Make sure to wash your hands when you are done and to NOT get it in your eyes.

I see that sometimes the Citrasolv leaves a ‘stain’ on the paper from the orange oil. To avoid a splotched effect you may want to make sure the entire paper gets whetted with it so that it looks uniform.

Citrasolv is a degreaser and therefore robs your hands of oil. Use hand lotion if your hands become dry, or wear gloves while using it.

Of course take heed of all of the product warnings that are on the product label. Citrasolv is a 100% natural product which is made from the oil from orange peels. It is a strong solvent which has a great orange scent and is 100% natural. When the paper dries, it retains the natural orange smell, which I love!

Then I taught my kids how to do the transfers and they made some with my supervision, taking care to not rub their eyes when the Citrasolv was on their fingers. I had them wash their hands as soon as they finished with it.

Then my kids asked if they could try a packing tape transfer and I let them do some of those. They both decided they liked those better as the images looked ‘accurate’ and ‘real’.

I personally like the hazy, dreamlike quality of the Citrasolv transfers.

Top left, experimentation with writing. Letters come out reversed. I chose different fonts, pretty fonts and overlapped them.

Believe it or not the tree on green paper was first and the white was the second transfer.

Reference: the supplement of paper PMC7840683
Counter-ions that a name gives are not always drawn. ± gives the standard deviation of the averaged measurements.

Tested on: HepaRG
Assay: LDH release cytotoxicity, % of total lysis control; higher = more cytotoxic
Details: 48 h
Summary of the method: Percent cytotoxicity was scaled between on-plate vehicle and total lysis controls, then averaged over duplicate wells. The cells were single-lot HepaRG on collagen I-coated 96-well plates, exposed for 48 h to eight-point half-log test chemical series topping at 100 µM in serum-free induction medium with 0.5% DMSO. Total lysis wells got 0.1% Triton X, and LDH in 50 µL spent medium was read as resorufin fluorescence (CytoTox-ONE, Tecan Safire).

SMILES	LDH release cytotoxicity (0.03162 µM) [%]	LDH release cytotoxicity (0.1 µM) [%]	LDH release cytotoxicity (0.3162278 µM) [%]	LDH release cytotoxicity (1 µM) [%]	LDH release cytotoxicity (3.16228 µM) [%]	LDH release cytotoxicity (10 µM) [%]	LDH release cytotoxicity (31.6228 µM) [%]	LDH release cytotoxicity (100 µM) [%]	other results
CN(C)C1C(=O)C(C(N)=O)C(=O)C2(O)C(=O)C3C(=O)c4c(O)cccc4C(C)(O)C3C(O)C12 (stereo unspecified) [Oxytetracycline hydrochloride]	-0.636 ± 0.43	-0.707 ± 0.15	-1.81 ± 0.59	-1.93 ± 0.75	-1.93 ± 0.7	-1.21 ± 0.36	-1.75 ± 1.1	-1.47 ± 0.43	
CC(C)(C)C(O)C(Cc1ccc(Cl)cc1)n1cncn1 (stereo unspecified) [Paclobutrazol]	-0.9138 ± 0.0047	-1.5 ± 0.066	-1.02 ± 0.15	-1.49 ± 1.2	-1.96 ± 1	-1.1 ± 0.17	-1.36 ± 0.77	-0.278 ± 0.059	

Checkerboard border, testing to see how very plain and bold patterns look.

Ballerina on red was first transfer and the yellow paper was the second transfer. I am not sure if you can see the faint text that came out around her head, that came through from the other side of the newspaper.

I liked the image of the postal carrier.

The one on brown paper was from an ad for an optical shoppe. It is a bench in front of a small store front with window, shutters and the door. On the window pane was the name of the business. I cut that out as when I did the transfer it would have appeared in reverse.

This was quick and fun to do.


Amy said...

Hi I was just wondering where you buy Citrasolv? I have been looking everywhere. I have been able to use Orange oil extract from the health food department at my grocery store. It works really well too, but I think Citrasolv would be a better buy. Thanks.

BTW- the transfers look great! Great idea for kids!

christinemm said...

They sell Citrasolv at my health food store.

My friend's natural food co-op sells it and I get it through her for much less than full retail.

I once bought a gallon for $35 on sale. It lasted over 2 years with all the things I use it for, a big bargain compared to the cost of normal household cleansers.

Lastly, it is not safe for kids to use. While the fumes are not toxic it is a solvent, although all from orange oils--it is a concentrate, and if it splashed into the eyes it would be dangerous, etc.

So I don't let my kids do Citrasolv transfers.

I will tell you when you use it to make cleansers like counter top spray, sink and toilet cleaner and to mop the wood and tile floors with it has an INCREDIBLE natural scent which is just delicious!